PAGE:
- The veselija is a compact, a compact not expressed, but therefore only the more binding upon all.
- Jurgis felt that these men were out of touch with the life they discussed, that they were unfitted to solve its problems; nay, they themselves were part of the problem—they were part of the order established that was crushing men down and beating them! They were of the triumphant and insolent possessors; they had a hall, and a fire, and food and clothing and money, and so they might preach to hungry men, and the hungry men must be humble and listen! They were trying to save their souls—and who but a fool could fail to see that all that was the matter with their souls was that they had not been able to get a decent existence for their bodies?
- There is one kind of prison where the man is behind bars, and everything that he desires is outside; and there is another kind where the things are behind the bars, and the man is outside.
- There is no wilderness where I can hide from these things, there is no haven where I can escape them; though I travel to the ends of the earth, I find the same accursed system — I find that all the fair and noble impulses of humanity, the dreams of poets and the agonies of martyrs, are shackled and bound in the service of organized and predatory Greed!
- "What," asks the prophet, "is the murder of them that kill the body, to the murder of them that kill the soul?"
- It was the incarnation of blind insensate Greed. It was a monster devouring with a thousand mouths, trampling with a thousand hoofs: it was the Great Butcher — it was the spirit of Capitalism made flesh.
- The working-man was to fix his hopes upon a future life, while his pockets were picked in this one; he was brought up to frugality, humility, obedience—in short to all the pseudo-virtues of capitalism.
- Would the two, for his enlightenment, try to ascertain just what they had in common, and why they belonged to the same party? This resulted, after much debating, in the formulating of two carefully worded propositions: First, that a Socialist believes in the common ownership and democratic management of the means of producing the necessities of life; and, second, that a Socialist believes that the means by which this is to be brought about is the class conscious political organization of the wage-earners.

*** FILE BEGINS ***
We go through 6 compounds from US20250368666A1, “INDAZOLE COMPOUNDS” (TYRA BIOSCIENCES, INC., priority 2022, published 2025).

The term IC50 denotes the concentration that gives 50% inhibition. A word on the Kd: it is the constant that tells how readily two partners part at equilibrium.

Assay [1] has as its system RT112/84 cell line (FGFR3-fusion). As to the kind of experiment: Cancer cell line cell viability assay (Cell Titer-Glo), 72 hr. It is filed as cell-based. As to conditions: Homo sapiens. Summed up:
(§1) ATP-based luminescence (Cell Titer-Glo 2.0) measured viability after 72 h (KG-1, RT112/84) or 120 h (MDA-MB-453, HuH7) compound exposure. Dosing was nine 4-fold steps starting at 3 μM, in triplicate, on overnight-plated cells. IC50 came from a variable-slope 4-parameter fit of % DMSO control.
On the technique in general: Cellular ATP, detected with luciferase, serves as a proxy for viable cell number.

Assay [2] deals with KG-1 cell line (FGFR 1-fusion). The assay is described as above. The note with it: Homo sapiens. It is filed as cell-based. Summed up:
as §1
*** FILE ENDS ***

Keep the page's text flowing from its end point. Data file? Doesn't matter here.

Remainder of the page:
- “Communism in material production, anarchism in intellectual,” was the formula of modern proletarian thought.
- Chicago now led the country; it had set a new standard for the party, it had shown the working-men the way!
— So spoke an orator upon the platform; and two thousand pairs of eyes were fixed upon him, and two thousand voices were cheering his every sentence. The orator had been the head of the city's relief bureau in the stockyards, until the sight of misery and corruption had made him sick. He was young, hungry-looking, full of fire; and as he swung his long arms and beat up the crowd, to Jurgis he seemed the very spirit of the revolution. "Organize! Organize! Organize!" that was his cry. He was afraid of this tremendous vote, which his party had not expected, and which it had not earned. "These men are not Socialists!" he cried. "This election will pass, and the excitement will die, and people will forget about it; and if you forget about it, too, if you sink back and rest upon your oars, we shall lose this vote that we have polled today, and our enemies will laugh us to scorn! It rests with you to take your resolution now, in the flush of victory, to find these men who have voted for us, and bring them to our meetings, and organize them and bind them to us! We shall not find all our campaigns as easy as this one. Everywhere in the country tonight the old party politicians are studying this vote, and setting their sails by it; and nowhere will they be quicker or more cunning than here in our own city. Fifty thousand Socialist votes in Chicago means a municipal-ownership Democracy in the spring! And then they will fool the voters once more, and all the powers of plunder and corruption will be swept into office again! But whatever they may do when they get in, there is one thing they will not do, and that will be the thing for which they were elected! They will not give the people of our city municipal ownership,they will not mean to do it, they will not try to do it; all that they will do is give our party in Chicago the greatest opportunity that has ever come to Socialism in America! We shall have the sham reformers selfstultified and self-convicted; we shall have the radical Democracy left without a lie with which to cover its nakedness! And then will begin the rush that will never be checked, the tide that will never turn till it has reached its flood that will be irresistible, overwhelming the rallying of the outraged workingmen of Chicago to our standard! And we shall organize them, we shall drill them, we shall marshal them for the victory! We shall bear down the opposition, we shall sweep it before us and Chicago will be ours! Chicago will be ours! CHICAGO WILL BE OURS!"